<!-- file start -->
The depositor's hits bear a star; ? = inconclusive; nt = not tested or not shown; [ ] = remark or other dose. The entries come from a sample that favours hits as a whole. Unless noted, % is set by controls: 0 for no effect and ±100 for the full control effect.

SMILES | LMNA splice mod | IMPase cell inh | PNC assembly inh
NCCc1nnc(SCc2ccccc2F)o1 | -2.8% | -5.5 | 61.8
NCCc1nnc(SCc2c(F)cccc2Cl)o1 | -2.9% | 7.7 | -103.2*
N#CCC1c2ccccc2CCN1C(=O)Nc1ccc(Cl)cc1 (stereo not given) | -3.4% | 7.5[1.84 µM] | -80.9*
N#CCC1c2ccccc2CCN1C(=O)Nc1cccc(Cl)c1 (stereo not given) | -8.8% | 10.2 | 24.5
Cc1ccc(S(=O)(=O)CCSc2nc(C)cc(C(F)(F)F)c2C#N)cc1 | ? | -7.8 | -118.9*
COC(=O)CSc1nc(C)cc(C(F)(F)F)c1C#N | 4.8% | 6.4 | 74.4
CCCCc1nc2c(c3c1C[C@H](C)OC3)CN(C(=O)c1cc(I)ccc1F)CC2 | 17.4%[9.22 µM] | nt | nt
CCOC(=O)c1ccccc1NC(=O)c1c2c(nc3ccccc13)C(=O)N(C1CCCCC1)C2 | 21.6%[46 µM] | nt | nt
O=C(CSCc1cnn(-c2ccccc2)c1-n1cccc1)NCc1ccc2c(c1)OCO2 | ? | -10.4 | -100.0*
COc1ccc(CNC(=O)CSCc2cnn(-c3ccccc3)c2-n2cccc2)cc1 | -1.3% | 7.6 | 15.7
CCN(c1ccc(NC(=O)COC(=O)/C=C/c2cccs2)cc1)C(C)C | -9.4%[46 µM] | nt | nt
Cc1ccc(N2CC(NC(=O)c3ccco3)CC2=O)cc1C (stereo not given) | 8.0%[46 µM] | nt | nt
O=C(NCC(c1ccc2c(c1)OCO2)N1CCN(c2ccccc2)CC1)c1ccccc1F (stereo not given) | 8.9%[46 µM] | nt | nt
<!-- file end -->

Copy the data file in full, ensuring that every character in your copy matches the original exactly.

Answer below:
The depositor's hits bear a star; ? = inconclusive; nt = not tested or not shown; [ ] = remark or other dose. The entries come from a sample that favours hits as a whole. Unless noted, % is set by controls: 0 for no effect and ±100 for the full control effect.

SMILES | LMNA splice mod | IMPase cell inh | PNC assembly inh
NCCc1nnc(SCc2ccccc2F)o1 | -2.8% | -5.5 | 61.8
NCCc1nnc(SCc2c(F)cccc2Cl)o1 | -2.9% | 7.7 | -103.2*
N#CCC1c2ccccc2CCN1C(=O)Nc1ccc(Cl)cc1 (stereo not given) | -3.4% | 7.5[1.84 µM] | -80.9*
N#CCC1c2ccccc2CCN1C(=O)Nc1cccc(Cl)c1 (stereo not given) | -8.8% | 10.2 | 24.5
Cc1ccc(S(=O)(=O)CCSc2nc(C)cc(C(F)(F)F)c2C#N)cc1 | ? | -7.8 | -118.9*
COC(=O)CSc1nc(C)cc(C(F)(F)F)c1C#N | 4.8% | 6.4 | 74.4
CCCCc1nc2c(c3c1C[C@H](C)OC3)CN(C(=O)c1cc(I)ccc1F)CC2 | 17.4%[9.22 µM] | nt | nt
CCOC(=O)c1ccccc1NC(=O)c1c2c(nc3ccccc13)C(=O)N(C1CCCCC1)C2 | 21.6%[46 µM] | nt | nt
O=C(CSCc1cnn(-c2ccccc2)c1-n1cccc1)NCc1ccc2c(c1)OCO2 | ? | -10.4 | -100.0*
COc1ccc(CNC(=O)CSCc2cnn(-c3ccccc3)c2-n2cccc2)cc1 | -1.3% | 7.6 | 15.7
CCN(c1ccc(NC(=O)COC(=O)/C=C/c2cccs2)cc1)C(C)C | -9.4%[46 µM] | nt | nt
Cc1ccc(N2CC(NC(=O)c3ccco3)CC2=O)cc1C (stereo not given) | 8.0%[46 µM] | nt | nt
O=C(NCC(c1ccc2c(c1)OCO2)N1CCN(c2ccccc2)CC1)c1ccccc1F (stereo not given) | 8.9%[46 µM] | nt | nt